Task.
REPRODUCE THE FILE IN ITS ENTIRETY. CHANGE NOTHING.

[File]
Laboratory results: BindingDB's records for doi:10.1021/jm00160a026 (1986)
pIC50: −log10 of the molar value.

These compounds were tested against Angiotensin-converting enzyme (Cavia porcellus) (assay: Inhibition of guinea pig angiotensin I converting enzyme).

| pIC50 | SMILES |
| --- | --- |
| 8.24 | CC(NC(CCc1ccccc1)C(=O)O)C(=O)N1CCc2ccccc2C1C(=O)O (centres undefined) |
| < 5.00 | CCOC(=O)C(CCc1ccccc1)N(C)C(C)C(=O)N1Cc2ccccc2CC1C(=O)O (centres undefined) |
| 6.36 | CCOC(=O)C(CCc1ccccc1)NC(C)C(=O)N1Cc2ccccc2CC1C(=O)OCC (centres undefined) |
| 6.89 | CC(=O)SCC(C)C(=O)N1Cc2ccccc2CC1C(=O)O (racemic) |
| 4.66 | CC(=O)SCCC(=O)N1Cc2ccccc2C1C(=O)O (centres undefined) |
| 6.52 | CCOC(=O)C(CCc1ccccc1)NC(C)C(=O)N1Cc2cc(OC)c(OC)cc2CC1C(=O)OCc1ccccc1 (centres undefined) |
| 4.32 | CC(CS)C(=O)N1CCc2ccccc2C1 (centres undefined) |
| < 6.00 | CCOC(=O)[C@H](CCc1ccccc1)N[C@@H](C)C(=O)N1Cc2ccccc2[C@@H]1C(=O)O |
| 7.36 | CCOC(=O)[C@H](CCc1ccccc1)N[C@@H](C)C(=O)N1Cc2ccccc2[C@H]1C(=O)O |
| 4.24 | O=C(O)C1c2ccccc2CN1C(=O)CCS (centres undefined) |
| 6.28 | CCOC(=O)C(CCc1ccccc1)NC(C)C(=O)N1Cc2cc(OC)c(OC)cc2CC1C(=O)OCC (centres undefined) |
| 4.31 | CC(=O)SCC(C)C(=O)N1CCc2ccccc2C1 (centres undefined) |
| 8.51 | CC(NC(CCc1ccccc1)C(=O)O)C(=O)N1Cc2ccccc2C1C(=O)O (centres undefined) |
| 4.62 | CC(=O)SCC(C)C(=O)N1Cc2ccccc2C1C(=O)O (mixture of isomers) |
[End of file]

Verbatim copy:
Laboratory results: BindingDB's records for doi:10.1021/jm00160a026 (1986)
pIC50: −log10 of the molar value.

These compounds were tested against Angiotensin-converting enzyme (Cavia porcellus) (assay: Inhibition of guinea pig angiotensin I converting enzyme).

| pIC50 | SMILES |
| --- | --- |
| 8.24 | CC(NC(CCc1ccccc1)C(=O)O)C(=O)N1CCc2ccccc2C1C(=O)O (centres undefined) |
| < 5.00 | CCOC(=O)C(CCc1ccccc1)N(C)C(C)C(=O)N1Cc2ccccc2CC1C(=O)O (centres undefined) |
| 6.36 | CCOC(=O)C(CCc1ccccc1)NC(C)C(=O)N1Cc2ccccc2CC1C(=O)OCC (centres undefined) |
| 6.89 | CC(=O)SCC(C)C(=O)N1Cc2ccccc2CC1C(=O)O (racemic) |
| 4.66 | CC(=O)SCCC(=O)N1Cc2ccccc2C1C(=O)O (centres undefined) |
| 6.52 | CCOC(=O)C(CCc1ccccc1)NC(C)C(=O)N1Cc2cc(OC)c(OC)cc2CC1C(=O)OCc1ccccc1 (centres undefined) |
| 4.32 | CC(CS)C(=O)N1CCc2ccccc2C1 (centres undefined) |
| < 6.00 | CCOC(=O)[C@H](CCc1ccccc1)N[C@@H](C)C(=O)N1Cc2ccccc2[C@@H]1C(=O)O |
| 7.36 | CCOC(=O)[C@H](CCc1ccccc1)N[C@@H](C)C(=O)N1Cc2ccccc2[C@H]1C(=O)O |
| 4.24 | O=C(O)C1c2ccccc2CN1C(=O)CCS (centres undefined) |
| 6.28 | CCOC(=O)C(CCc1ccccc1)NC(C)C(=O)N1Cc2cc(OC)c(OC)cc2CC1C(=O)OCC (centres undefined) |
| 4.31 | CC(=O)SCC(C)C(=O)N1CCc2ccccc2C1 (centres undefined) |
| 8.51 | CC(NC(CCc1ccccc1)C(=O)O)C(=O)N1Cc2ccccc2C1C(=O)O (centres undefined) |
| 4.62 | CC(=O)SCC(C)C(=O)N1Cc2ccccc2C1C(=O)O (mixture of isomers) |